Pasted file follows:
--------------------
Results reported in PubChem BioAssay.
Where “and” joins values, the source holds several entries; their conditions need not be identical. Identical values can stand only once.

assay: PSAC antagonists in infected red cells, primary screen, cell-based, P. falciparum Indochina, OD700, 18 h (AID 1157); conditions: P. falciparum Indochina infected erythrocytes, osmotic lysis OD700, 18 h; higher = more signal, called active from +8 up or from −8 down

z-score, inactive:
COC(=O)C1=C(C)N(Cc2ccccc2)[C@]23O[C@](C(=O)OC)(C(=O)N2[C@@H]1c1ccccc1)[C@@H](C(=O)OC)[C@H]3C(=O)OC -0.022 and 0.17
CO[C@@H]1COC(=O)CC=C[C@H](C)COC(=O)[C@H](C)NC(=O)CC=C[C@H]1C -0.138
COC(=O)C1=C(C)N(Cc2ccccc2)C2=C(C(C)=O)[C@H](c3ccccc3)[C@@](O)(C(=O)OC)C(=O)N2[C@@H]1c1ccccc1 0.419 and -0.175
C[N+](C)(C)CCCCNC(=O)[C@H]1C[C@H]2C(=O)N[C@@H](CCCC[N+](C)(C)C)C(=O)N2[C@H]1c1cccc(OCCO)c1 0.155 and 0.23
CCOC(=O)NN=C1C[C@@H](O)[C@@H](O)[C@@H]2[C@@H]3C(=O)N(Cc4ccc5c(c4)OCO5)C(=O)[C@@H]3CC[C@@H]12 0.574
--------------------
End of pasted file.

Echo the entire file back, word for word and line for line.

Results reported in PubChem BioAssay.
Where “and” joins values, the source holds several entries; their conditions need not be identical. Identical values can stand only once.

assay: PSAC antagonists in infected red cells, primary screen, cell-based, P. falciparum Indochina, OD700, 18 h (AID 1157); conditions: P. falciparum Indochina infected erythrocytes, osmotic lysis OD700, 18 h; higher = more signal, called active from +8 up or from −8 down

z-score, inactive:
COC(=O)C1=C(C)N(Cc2ccccc2)[C@]23O[C@](C(=O)OC)(C(=O)N2[C@@H]1c1ccccc1)[C@@H](C(=O)OC)[C@H]3C(=O)OC -0.022 and 0.17
CO[C@@H]1COC(=O)CC=C[C@H](C)COC(=O)[C@H](C)NC(=O)CC=C[C@H]1C -0.138
COC(=O)C1=C(C)N(Cc2ccccc2)C2=C(C(C)=O)[C@H](c3ccccc3)[C@@](O)(C(=O)OC)C(=O)N2[C@@H]1c1ccccc1 0.419 and -0.175
C[N+](C)(C)CCCCNC(=O)[C@H]1C[C@H]2C(=O)N[C@@H](CCCC[N+](C)(C)C)C(=O)N2[C@H]1c1cccc(OCCO)c1 0.155 and 0.23
CCOC(=O)NN=C1C[C@@H](O)[C@@H](O)[C@@H]2[C@@H]3C(=O)N(Cc4ccc5c(c4)OCO5)C(=O)[C@@H]3CC[C@@H]12 0.574